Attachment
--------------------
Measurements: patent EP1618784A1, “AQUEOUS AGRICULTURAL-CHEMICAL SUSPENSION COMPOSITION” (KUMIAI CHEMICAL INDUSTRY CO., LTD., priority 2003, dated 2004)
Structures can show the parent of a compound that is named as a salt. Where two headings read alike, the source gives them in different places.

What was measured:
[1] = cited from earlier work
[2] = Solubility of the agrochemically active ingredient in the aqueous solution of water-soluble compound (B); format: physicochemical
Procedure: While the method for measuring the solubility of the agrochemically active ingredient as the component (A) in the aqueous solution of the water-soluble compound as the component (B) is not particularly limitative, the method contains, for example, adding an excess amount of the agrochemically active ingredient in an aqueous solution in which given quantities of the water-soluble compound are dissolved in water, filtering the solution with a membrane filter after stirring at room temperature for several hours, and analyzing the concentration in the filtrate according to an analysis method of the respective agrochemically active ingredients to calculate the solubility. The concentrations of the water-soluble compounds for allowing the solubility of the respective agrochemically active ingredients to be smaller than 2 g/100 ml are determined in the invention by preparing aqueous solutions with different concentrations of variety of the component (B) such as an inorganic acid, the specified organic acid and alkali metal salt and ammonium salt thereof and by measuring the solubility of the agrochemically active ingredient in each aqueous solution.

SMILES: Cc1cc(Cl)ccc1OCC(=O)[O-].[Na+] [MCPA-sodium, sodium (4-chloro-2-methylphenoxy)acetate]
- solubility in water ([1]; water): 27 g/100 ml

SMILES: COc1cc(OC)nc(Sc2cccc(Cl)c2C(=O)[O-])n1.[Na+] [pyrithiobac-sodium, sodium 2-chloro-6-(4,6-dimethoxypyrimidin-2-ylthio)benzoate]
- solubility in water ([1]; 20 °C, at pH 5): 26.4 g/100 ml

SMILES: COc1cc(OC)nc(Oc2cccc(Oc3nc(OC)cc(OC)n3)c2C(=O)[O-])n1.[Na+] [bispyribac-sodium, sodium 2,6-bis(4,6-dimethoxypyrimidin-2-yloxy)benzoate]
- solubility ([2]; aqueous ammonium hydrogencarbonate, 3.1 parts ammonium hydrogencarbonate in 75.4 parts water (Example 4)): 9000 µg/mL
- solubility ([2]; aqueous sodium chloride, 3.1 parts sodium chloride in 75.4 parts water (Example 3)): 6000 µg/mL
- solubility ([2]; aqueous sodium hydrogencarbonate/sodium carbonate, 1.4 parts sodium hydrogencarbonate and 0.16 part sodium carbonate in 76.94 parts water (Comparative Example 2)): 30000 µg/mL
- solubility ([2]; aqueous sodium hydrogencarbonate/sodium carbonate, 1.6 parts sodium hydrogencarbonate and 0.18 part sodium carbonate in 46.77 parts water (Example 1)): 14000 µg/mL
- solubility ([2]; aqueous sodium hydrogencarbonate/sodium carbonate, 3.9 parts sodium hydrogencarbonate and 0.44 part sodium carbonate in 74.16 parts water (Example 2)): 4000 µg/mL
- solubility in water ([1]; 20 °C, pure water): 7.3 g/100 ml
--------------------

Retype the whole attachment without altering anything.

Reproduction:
Measurements: patent EP1618784A1, “AQUEOUS AGRICULTURAL-CHEMICAL SUSPENSION COMPOSITION” (KUMIAI CHEMICAL INDUSTRY CO., LTD., priority 2003, dated 2004)
Structures can show the parent of a compound that is named as a salt. Where two headings read alike, the source gives them in different places.

What was measured:
[1] = cited from earlier work
[2] = Solubility of the agrochemically active ingredient in the aqueous solution of water-soluble compound (B); format: physicochemical
Procedure: While the method for measuring the solubility of the agrochemically active ingredient as the component (A) in the aqueous solution of the water-soluble compound as the component (B) is not particularly limitative, the method contains, for example, adding an excess amount of the agrochemically active ingredient in an aqueous solution in which given quantities of the water-soluble compound are dissolved in water, filtering the solution with a membrane filter after stirring at room temperature for several hours, and analyzing the concentration in the filtrate according to an analysis method of the respective agrochemically active ingredients to calculate the solubility. The concentrations of the water-soluble compounds for allowing the solubility of the respective agrochemically active ingredients to be smaller than 2 g/100 ml are determined in the invention by preparing aqueous solutions with different concentrations of variety of the component (B) such as an inorganic acid, the specified organic acid and alkali metal salt and ammonium salt thereof and by measuring the solubility of the agrochemically active ingredient in each aqueous solution.

SMILES: Cc1cc(Cl)ccc1OCC(=O)[O-].[Na+] [MCPA-sodium, sodium (4-chloro-2-methylphenoxy)acetate]
- solubility in water ([1]; water): 27 g/100 ml

SMILES: COc1cc(OC)nc(Sc2cccc(Cl)c2C(=O)[O-])n1.[Na+] [pyrithiobac-sodium, sodium 2-chloro-6-(4,6-dimethoxypyrimidin-2-ylthio)benzoate]
- solubility in water ([1]; 20 °C, at pH 5): 26.4 g/100 ml

SMILES: COc1cc(OC)nc(Oc2cccc(Oc3nc(OC)cc(OC)n3)c2C(=O)[O-])n1.[Na+] [bispyribac-sodium, sodium 2,6-bis(4,6-dimethoxypyrimidin-2-yloxy)benzoate]
- solubility ([2]; aqueous ammonium hydrogencarbonate, 3.1 parts ammonium hydrogencarbonate in 75.4 parts water (Example 4)): 9000 µg/mL
- solubility ([2]; aqueous sodium chloride, 3.1 parts sodium chloride in 75.4 parts water (Example 3)): 6000 µg/mL
- solubility ([2]; aqueous sodium hydrogencarbonate/sodium carbonate, 1.4 parts sodium hydrogencarbonate and 0.16 part sodium carbonate in 76.94 parts water (Comparative Example 2)): 30000 µg/mL
- solubility ([2]; aqueous sodium hydrogencarbonate/sodium carbonate, 1.6 parts sodium hydrogencarbonate and 0.18 part sodium carbonate in 46.77 parts water (Example 1)): 14000 µg/mL
- solubility ([2]; aqueous sodium hydrogencarbonate/sodium carbonate, 3.9 parts sodium hydrogencarbonate and 0.44 part sodium carbonate in 74.16 parts water (Example 2)): 4000 µg/mL
- solubility in water ([1]; 20 °C, pure water): 7.3 g/100 ml